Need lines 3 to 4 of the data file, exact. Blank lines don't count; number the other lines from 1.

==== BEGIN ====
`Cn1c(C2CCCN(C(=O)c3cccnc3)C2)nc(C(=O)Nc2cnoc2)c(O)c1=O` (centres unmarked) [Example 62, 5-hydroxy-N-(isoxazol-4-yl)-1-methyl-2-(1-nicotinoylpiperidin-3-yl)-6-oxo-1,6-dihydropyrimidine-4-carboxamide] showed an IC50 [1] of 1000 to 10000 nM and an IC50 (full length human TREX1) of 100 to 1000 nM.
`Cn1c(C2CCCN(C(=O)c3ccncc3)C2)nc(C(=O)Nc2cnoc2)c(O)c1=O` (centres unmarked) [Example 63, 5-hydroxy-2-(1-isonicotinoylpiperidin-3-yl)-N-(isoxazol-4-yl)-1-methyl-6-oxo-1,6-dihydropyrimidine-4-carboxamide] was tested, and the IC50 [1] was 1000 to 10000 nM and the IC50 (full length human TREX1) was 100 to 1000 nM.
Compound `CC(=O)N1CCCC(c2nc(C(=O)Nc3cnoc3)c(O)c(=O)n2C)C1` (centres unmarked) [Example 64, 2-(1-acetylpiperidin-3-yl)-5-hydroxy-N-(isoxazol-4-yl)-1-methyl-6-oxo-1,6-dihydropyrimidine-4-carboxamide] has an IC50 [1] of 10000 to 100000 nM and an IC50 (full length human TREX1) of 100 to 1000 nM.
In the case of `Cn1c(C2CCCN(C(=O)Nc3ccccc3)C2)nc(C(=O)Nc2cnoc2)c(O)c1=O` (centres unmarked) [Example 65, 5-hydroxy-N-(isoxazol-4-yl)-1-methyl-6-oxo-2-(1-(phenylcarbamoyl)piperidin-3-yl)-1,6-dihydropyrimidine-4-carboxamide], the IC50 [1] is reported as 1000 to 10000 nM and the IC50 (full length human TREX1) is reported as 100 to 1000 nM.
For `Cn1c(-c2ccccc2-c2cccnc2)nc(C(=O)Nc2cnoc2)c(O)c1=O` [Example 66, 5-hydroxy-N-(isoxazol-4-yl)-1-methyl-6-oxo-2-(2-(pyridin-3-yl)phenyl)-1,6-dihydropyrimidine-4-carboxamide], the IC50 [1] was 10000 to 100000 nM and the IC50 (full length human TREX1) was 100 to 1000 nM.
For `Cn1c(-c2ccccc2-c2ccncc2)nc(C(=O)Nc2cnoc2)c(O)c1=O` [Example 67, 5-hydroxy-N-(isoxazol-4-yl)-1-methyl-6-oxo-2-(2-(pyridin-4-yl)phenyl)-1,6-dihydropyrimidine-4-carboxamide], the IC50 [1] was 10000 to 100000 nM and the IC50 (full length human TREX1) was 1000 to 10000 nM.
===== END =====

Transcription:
Compound `CC(=O)N1CCCC(c2nc(C(=O)Nc3cnoc3)c(O)c(=O)n2C)C1` (centres unmarked) [Example 64, 2-(1-acetylpiperidin-3-yl)-5-hydroxy-N-(isoxazol-4-yl)-1-methyl-6-oxo-1,6-dihydropyrimidine-4-carboxamide] has an IC50 [1] of 10000 to 100000 nM and an IC50 (full length human TREX1) of 100 to 1000 nM.
In the case of `Cn1c(C2CCCN(C(=O)Nc3ccccc3)C2)nc(C(=O)Nc2cnoc2)c(O)c1=O` (centres unmarked) [Example 65, 5-hydroxy-N-(isoxazol-4-yl)-1-methyl-6-oxo-2-(1-(phenylcarbamoyl)piperidin-3-yl)-1,6-dihydropyrimidine-4-carboxamide], the IC50 [1] is reported as 1000 to 10000 nM and the IC50 (full length human TREX1) is reported as 100 to 1000 nM.